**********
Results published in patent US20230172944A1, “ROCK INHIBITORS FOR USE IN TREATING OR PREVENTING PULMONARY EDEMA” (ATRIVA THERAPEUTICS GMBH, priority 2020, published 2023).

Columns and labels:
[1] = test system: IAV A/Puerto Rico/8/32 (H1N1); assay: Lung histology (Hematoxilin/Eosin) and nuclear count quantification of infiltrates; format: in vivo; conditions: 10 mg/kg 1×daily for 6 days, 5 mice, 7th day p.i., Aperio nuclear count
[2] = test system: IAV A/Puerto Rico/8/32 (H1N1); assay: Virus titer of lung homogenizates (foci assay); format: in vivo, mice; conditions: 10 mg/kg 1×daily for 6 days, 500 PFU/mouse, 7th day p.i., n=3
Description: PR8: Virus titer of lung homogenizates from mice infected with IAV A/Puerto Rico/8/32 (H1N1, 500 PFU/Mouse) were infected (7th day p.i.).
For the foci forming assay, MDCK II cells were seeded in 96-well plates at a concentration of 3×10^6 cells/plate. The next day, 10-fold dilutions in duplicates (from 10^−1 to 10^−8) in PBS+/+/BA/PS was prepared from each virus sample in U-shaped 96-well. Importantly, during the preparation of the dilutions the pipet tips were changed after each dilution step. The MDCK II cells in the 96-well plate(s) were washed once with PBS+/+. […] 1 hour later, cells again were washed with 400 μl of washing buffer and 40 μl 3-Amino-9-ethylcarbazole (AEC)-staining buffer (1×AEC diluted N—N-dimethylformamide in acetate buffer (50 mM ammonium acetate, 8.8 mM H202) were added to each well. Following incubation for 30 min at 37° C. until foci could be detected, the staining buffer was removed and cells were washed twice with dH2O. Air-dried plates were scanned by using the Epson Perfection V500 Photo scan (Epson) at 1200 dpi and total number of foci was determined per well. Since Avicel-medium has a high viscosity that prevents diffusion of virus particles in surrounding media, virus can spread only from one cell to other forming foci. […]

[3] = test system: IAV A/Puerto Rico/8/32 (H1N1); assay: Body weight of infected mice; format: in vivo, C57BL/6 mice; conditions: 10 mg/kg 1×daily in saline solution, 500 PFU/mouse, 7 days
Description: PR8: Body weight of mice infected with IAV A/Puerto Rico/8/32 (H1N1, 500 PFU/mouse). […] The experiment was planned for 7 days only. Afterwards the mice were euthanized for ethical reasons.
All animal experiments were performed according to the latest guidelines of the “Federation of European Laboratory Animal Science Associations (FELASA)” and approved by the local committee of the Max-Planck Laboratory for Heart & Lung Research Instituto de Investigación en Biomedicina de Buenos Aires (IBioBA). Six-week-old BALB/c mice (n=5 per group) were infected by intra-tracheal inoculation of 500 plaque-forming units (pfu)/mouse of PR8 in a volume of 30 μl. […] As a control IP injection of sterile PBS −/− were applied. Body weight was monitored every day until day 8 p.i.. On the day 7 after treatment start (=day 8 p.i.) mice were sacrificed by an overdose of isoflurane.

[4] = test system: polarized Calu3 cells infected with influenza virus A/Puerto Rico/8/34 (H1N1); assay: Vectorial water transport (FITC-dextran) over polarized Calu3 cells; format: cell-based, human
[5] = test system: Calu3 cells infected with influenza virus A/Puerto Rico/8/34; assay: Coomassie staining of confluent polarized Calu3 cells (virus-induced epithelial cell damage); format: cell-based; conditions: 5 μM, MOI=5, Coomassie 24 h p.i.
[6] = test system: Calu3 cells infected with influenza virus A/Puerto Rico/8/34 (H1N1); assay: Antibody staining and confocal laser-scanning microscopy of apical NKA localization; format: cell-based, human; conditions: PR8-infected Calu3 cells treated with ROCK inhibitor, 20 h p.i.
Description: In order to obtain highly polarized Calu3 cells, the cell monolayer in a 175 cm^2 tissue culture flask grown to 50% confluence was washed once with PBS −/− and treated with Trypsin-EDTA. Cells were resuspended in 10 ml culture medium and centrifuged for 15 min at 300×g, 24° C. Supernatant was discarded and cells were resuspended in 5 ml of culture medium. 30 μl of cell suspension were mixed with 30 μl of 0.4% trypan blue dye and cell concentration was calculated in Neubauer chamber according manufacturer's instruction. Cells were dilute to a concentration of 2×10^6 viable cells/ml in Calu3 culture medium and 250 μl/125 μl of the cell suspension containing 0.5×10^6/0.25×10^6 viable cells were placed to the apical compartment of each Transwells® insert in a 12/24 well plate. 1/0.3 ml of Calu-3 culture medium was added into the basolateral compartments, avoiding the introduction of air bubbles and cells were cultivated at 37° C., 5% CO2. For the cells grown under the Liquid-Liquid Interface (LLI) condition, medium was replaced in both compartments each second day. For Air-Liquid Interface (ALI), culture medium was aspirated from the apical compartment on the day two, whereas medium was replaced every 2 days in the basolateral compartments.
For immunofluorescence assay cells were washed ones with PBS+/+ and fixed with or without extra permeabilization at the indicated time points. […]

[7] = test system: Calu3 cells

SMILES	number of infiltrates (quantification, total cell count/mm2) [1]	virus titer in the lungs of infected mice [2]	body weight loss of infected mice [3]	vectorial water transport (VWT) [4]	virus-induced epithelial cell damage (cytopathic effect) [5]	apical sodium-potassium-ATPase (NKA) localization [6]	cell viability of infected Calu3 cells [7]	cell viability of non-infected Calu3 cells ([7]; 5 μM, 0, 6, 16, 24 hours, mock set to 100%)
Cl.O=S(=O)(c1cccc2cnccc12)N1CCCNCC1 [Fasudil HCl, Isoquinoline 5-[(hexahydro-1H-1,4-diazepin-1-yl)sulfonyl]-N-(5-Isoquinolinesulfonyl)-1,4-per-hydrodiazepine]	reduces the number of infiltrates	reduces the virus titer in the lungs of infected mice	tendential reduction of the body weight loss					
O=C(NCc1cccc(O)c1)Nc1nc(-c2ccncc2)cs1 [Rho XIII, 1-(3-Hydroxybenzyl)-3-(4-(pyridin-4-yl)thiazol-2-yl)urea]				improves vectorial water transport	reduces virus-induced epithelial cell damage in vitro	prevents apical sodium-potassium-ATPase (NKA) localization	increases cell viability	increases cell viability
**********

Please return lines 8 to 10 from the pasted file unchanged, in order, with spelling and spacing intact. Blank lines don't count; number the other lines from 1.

Description: PR8: Body weight of mice infected with IAV A/Puerto Rico/8/32 (H1N1, 500 PFU/mouse). […] The experiment was planned for 7 days only. Afterwards the mice were euthanized for ethical reasons.
All animal experiments were performed according to the latest guidelines of the “Federation of European Laboratory Animal Science Associations (FELASA)” and approved by the local committee of the Max-Planck Laboratory for Heart & Lung Research Instituto de Investigación en Biomedicina de Buenos Aires (IBioBA). Six-week-old BALB/c mice (n=5 per group) were infected by intra-tracheal inoculation of 500 plaque-forming units (pfu)/mouse of PR8 in a volume of 30 μl. […] As a control IP injection of sterile PBS −/− were applied. Body weight was monitored every day until day 8 p.i.. On the day 7 after treatment start (=day 8 p.i.) mice were sacrificed by an overdose of isoflurane.

[4] = test system: polarized Calu3 cells infected with influenza virus A/Puerto Rico/8/34 (H1N1); assay: Vectorial water transport (FITC-dextran) over polarized Calu3 cells; format: cell-based, human